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Sudan’s rivals agree 24-hour ceasefire

By Gladys Fred Kole

Sudan’s peace mediators have announced a 24-hour ceasefire, which will begin on Saturday, June 10, at 6:00 a.m. Khartoum time.

Kingdom of Saudi Arabia and the United States of America announced yesterday that representatives of the Sudanese Armed Forces (SAF) and the Rapid Support Forces (RSF) agreed to a new 24-hour countrywide ceasefire.

In a statement on the Facebook page of US Embassy in Khartoum, the parties agreed that during the ceasefire they would refrain from prohibited movements, attacks, use of aircraft or drones, aerial bombardment, artillery strikes, reinforcement of positions, and resupply of forces.

They also agreed to refrain from seeking military advantage during the given period.

The warring parties also agreed to allow the unimpeded movement and delivery of humanitarian assistance throughout the country.

Meanwhile, the facilitators share the frustration of the Sudanese people about the uneven implementation of previous ceasefires.

They have also proposed this latest initiative in an effort to break the cycle of violence.

If observed, the 24-hour ceasefire will provide an important opportunity to deliver humanitarian assistance and for the parties to undertake confidence-building measures that could permit the resumption of the Jeddah talks.

The mediators said they proposed the latest ceasefire in an attempt to break the cycle of deadly violence that has caused a massive humanitarian crisis.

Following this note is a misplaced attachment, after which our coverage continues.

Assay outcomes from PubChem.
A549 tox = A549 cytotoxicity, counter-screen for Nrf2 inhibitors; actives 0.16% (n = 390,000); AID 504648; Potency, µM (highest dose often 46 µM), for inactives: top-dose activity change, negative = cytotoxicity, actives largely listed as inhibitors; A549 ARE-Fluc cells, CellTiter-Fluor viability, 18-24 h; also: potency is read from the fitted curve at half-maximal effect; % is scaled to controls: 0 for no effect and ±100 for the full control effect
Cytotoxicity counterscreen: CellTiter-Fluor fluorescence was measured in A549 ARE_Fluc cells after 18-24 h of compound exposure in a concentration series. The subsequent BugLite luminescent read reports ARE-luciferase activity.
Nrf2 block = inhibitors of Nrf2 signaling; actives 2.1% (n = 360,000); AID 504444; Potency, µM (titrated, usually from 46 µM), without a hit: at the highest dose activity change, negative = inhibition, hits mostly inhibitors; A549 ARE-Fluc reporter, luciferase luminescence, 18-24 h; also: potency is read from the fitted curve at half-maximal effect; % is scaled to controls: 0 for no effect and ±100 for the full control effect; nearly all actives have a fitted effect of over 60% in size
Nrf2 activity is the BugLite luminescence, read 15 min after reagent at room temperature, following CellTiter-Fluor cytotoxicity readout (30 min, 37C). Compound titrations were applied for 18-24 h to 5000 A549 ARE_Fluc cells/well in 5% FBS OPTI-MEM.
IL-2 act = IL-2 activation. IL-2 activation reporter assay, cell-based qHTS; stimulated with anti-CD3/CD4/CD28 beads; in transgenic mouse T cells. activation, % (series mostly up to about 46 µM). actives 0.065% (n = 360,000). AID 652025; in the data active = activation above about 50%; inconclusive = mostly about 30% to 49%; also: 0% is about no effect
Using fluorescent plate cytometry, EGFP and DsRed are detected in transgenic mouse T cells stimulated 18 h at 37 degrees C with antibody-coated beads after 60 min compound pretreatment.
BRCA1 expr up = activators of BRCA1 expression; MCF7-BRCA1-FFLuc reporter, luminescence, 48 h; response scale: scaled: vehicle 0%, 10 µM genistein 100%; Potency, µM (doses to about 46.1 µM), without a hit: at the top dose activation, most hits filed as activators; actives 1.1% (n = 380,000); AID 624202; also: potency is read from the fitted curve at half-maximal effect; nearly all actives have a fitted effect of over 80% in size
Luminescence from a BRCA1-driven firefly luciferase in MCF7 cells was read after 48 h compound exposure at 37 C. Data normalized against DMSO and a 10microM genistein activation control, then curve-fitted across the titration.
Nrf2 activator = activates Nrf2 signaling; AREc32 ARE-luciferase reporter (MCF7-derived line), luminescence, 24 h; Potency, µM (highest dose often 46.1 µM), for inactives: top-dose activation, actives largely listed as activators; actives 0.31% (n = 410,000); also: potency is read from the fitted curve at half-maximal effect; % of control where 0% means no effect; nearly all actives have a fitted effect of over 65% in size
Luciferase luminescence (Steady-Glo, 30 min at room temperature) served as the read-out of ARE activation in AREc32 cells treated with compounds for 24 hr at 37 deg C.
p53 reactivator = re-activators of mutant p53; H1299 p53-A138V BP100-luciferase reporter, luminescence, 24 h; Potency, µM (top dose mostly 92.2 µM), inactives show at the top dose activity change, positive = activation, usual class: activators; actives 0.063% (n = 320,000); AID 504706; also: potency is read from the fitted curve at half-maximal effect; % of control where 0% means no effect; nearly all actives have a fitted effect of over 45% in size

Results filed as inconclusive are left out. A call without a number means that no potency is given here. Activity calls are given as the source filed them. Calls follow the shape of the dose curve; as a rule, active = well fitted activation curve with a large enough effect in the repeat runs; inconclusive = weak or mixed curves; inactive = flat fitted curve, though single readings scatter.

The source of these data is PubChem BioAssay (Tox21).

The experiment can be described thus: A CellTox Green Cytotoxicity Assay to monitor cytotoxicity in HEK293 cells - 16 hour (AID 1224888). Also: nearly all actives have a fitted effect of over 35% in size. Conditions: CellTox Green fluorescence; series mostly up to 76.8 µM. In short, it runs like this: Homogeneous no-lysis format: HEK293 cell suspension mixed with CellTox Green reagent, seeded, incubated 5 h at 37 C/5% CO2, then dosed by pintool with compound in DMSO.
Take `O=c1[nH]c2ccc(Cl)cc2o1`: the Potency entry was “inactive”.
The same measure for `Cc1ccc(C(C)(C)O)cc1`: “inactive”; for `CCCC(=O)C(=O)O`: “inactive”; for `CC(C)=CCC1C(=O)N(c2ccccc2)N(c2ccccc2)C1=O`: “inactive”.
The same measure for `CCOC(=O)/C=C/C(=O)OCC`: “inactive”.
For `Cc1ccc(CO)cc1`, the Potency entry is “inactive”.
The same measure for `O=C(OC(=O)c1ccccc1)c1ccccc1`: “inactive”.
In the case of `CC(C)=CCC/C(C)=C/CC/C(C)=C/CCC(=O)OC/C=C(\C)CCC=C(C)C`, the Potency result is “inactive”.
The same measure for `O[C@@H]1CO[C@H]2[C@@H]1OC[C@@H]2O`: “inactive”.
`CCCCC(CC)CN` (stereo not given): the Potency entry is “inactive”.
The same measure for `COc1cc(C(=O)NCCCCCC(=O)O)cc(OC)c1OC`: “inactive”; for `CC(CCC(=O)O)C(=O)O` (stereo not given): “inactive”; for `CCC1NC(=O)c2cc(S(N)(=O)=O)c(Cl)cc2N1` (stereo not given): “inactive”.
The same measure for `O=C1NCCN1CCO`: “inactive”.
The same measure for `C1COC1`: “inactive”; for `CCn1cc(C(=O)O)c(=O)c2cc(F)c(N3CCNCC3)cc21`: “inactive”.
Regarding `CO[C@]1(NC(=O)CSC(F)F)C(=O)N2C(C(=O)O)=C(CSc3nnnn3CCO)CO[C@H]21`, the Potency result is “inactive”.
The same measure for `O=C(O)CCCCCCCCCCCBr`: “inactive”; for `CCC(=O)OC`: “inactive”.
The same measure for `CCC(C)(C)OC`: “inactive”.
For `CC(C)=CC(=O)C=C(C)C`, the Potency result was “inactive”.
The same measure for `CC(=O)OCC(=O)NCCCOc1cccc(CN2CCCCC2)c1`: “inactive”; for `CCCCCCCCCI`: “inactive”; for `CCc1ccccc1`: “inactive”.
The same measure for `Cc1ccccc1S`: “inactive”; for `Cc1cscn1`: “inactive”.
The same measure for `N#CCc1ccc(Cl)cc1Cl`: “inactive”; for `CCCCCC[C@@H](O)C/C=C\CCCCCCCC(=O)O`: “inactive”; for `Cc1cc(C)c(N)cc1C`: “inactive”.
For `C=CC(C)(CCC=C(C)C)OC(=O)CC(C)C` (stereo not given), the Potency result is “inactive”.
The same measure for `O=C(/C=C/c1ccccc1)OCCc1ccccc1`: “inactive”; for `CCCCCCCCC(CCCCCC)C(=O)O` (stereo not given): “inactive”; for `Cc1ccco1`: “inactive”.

While describing it as a confidence-building measure that would allow the resumption of talks in the Saudi city of Jeddah, they also warned that any violations would lead them to consider adjourning the process.

Since April 15, fighting between the regular army and the RSF has gripped Khartoum and the flashpoint western region of Darfur, defying a series of ceasefires.

At least 1,800 people have been killed in the violence, according to the Armed Conflict Location and Event Data Project. Sudan’s health ministry has recorded at least 780 civilian deaths as a direct result of the fighting.

More than 1.4 million people have been displaced within Sudan, and a further 476,800 have fled to neighbouring countries, most of which are already struggling with poverty and internal conflict, according to estimates from the International Organization for Migration.

The conflict derailed the launch of a transition towards civilian rule four years after a popular uprising led to the removal of longtime President Omar al-Bashir.

Sudan’s army and the RSF fell out over the chain of command and military restructuring plans under the transition.

The UN says about 25 million people—more than half of Sudan’s population—are now in need of humanitarian assistance, and aid that could help about 2.2 million people has been delivered since late May.

“We have provided both parties numerous opportunities to end this senseless war,” the U.S. State Department’s Bureau of African Affairs said on Twitter.

“We call on both sides to adhere to the commitment made today for a 24-hour ceasefire, which would allow Sudanese people to receive critical humanitarian assistance.”

Both sides have broken a string of ceasefire agreements, though a recent truce deal did let in limited amounts of humanitarian aid, humanitarian agencies said.


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